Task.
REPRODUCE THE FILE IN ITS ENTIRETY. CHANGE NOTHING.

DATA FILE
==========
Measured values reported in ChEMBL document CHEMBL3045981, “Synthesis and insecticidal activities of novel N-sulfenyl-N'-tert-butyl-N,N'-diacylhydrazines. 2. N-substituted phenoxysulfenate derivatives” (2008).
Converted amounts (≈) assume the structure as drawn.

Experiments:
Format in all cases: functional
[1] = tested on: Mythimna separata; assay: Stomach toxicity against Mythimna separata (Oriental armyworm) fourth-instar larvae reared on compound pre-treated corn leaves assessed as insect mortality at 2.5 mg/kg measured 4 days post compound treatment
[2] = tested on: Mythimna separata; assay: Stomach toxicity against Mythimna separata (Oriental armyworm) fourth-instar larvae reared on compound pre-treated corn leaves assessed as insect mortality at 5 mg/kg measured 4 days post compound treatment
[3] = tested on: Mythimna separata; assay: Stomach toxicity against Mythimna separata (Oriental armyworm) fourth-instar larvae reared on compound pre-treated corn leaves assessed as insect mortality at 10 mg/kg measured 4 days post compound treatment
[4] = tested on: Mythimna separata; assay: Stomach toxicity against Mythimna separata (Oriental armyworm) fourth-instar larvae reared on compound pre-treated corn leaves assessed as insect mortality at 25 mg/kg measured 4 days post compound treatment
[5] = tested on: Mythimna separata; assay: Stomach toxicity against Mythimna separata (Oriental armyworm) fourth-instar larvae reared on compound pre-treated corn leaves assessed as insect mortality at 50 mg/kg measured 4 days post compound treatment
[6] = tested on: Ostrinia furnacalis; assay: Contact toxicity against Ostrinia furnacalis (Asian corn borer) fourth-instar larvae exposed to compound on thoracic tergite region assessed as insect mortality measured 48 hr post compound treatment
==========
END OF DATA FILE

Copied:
Measured values reported in ChEMBL document CHEMBL3045981, “Synthesis and insecticidal activities of novel N-sulfenyl-N'-tert-butyl-N,N'-diacylhydrazines. 2. N-substituted phenoxysulfenate derivatives” (2008).
Converted amounts (≈) assume the structure as drawn.

Experiments:
Format in all cases: functional
[1] = tested on: Mythimna separata; assay: Stomach toxicity against Mythimna separata (Oriental armyworm) fourth-instar larvae reared on compound pre-treated corn leaves assessed as insect mortality at 2.5 mg/kg measured 4 days post compound treatment
[2] = tested on: Mythimna separata; assay: Stomach toxicity against Mythimna separata (Oriental armyworm) fourth-instar larvae reared on compound pre-treated corn leaves assessed as insect mortality at 5 mg/kg measured 4 days post compound treatment
[3] = tested on: Mythimna separata; assay: Stomach toxicity against Mythimna separata (Oriental armyworm) fourth-instar larvae reared on compound pre-treated corn leaves assessed as insect mortality at 10 mg/kg measured 4 days post compound treatment
[4] = tested on: Mythimna separata; assay: Stomach toxicity against Mythimna separata (Oriental armyworm) fourth-instar larvae reared on compound pre-treated corn leaves assessed as insect mortality at 25 mg/kg measured 4 days post compound treatment
[5] = tested on: Mythimna separata; assay: Stomach toxicity against Mythimna separata (Oriental armyworm) fourth-instar larvae reared on compound pre-treated corn leaves assessed as insect mortality at 50 mg/kg measured 4 days post compound treatment
[6] = tested on: Ostrinia furnacalis; assay: Contact toxicity against Ostrinia furnacalis (Asian corn borer) fourth-instar larvae exposed to compound on thoracic tergite region assessed as insect mortality measured 48 hr post compound treatment